Egyptian President Mohammad Mursi’s decision to pardon protesters detained over the 2011 revolution is a positive step but the vague wording could see some left behind bars, rights activists said on Tuesday.
“It’s a very good decision but the distinction between a political detainee and a criminal one is fundamentally problematic,” said Heba Morayef, a Cairo-based researcher with Human Rights Watch.
On Monday, a decree published on the presidency’s official Facebook page announced an amnesty for deeds “committed with the aim of supporting the revolution and bringing about its objectives in the period January 25, 2011 to June 30, 2012, with the exception of crimes of murder.”
The decree “allows for wriggle room and leaves the door open for [authorities] to say these are not revolutionaries,” Morayef told AFP.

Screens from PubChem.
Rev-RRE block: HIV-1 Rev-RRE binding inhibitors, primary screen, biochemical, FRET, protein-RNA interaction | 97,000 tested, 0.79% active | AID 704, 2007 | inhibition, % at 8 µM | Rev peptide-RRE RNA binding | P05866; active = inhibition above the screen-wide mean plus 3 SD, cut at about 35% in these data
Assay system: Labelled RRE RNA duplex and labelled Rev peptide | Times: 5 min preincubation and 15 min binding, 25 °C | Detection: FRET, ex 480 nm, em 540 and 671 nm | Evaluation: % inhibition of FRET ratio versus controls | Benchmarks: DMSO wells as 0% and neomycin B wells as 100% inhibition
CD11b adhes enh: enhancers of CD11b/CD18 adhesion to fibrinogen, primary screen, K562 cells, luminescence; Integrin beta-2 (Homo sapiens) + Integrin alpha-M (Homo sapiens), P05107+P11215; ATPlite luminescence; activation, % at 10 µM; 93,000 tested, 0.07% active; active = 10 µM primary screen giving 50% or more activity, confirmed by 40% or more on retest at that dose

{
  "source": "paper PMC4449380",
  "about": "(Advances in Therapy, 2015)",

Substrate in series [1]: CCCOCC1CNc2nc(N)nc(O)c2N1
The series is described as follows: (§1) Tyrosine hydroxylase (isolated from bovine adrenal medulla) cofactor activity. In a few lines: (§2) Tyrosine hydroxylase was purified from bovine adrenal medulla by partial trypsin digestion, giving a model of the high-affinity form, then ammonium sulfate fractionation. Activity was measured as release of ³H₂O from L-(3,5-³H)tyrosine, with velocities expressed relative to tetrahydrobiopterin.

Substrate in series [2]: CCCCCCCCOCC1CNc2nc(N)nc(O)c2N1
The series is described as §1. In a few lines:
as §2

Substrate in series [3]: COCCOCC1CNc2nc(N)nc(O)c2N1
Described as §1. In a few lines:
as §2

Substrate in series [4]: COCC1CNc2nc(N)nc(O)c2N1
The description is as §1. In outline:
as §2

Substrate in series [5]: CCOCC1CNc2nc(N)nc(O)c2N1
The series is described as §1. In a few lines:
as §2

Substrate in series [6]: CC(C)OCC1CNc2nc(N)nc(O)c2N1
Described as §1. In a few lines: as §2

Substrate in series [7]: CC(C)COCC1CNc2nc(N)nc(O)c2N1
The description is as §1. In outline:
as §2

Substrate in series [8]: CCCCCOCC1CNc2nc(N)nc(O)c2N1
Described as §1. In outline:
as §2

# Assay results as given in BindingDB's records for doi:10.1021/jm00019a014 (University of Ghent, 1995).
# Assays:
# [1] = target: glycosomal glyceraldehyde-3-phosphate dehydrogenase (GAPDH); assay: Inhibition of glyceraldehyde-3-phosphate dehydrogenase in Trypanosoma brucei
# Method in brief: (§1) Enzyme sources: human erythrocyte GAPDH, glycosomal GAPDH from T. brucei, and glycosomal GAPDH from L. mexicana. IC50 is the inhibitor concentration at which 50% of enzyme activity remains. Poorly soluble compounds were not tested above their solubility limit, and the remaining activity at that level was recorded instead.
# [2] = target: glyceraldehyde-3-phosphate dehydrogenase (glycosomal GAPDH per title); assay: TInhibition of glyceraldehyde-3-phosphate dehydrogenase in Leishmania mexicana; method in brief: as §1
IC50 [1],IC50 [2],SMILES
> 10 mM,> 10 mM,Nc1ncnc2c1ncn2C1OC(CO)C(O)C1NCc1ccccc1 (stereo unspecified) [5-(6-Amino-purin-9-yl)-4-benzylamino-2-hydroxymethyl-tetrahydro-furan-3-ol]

The amnesty is “a step in the right direction but it is not enough,” said longtime political activist Wael Khalil.
He believes Mursi should have ordered the retrial of those convicted of crimes. “That would have been the principled thing to do,” Morayef agreed.
Mursi’s amnesty declaration covers protesters who already have convictions and those who are still under investigation or are on trial, according to the decree. “The decision is very vague,” said Maha Mamoun of the group No to Military Trials of Civilians.
“The problem is not so much with the [crackdowns during] demonstrations, but also with the random street arrests,” she told the independent daily Al-Shorouk.
Several particularly bloody clashes in the areas surrounding Tahrir Square – the epicenter of the Egyptian revolt — saw the largest crackdowns on protesters by security forces since the Egyptian revolution began January 25 last year.
Hundreds have been released during the military-led transition but many hundreds still remain behind bars.
The decree comes 100 days after Mursi, who emerged from the powerful Muslim Brotherhood, took office in June to become the first freely elected president of Egypt and its first civilian head of state.